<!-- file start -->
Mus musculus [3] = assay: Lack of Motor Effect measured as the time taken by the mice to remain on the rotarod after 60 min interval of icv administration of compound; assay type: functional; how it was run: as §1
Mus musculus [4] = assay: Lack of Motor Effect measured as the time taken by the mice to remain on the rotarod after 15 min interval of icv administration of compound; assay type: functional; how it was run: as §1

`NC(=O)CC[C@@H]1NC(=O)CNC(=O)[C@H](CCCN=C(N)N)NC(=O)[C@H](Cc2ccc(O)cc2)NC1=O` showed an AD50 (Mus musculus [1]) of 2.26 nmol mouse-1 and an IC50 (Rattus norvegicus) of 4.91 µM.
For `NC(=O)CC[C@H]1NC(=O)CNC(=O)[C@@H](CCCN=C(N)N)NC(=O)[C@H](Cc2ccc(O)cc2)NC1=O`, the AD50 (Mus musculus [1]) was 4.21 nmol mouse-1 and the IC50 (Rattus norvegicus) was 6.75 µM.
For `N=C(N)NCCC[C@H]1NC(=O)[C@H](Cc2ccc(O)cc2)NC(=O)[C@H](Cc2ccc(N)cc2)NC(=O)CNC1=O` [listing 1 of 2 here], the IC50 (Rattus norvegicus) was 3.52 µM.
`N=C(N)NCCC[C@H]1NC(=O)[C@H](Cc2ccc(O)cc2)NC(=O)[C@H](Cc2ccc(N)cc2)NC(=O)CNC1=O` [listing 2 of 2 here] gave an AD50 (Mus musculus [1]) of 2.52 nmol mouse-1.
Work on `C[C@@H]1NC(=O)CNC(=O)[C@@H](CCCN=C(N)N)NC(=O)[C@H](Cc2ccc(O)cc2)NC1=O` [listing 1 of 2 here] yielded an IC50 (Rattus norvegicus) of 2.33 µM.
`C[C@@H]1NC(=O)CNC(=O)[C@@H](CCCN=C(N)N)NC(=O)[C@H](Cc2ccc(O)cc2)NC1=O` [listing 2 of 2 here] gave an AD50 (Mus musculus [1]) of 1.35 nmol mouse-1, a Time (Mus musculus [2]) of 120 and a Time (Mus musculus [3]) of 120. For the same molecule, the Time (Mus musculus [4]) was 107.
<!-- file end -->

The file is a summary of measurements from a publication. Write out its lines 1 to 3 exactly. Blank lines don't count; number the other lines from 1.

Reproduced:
Mus musculus [3] = assay: Lack of Motor Effect measured as the time taken by the mice to remain on the rotarod after 60 min interval of icv administration of compound; assay type: functional; how it was run: as §1
Mus musculus [4] = assay: Lack of Motor Effect measured as the time taken by the mice to remain on the rotarod after 15 min interval of icv administration of compound; assay type: functional; how it was run: as §1

`NC(=O)CC[C@@H]1NC(=O)CNC(=O)[C@H](CCCN=C(N)N)NC(=O)[C@H](Cc2ccc(O)cc2)NC1=O` showed an AD50 (Mus musculus [1]) of 2.26 nmol mouse-1 and an IC50 (Rattus norvegicus) of 4.91 µM.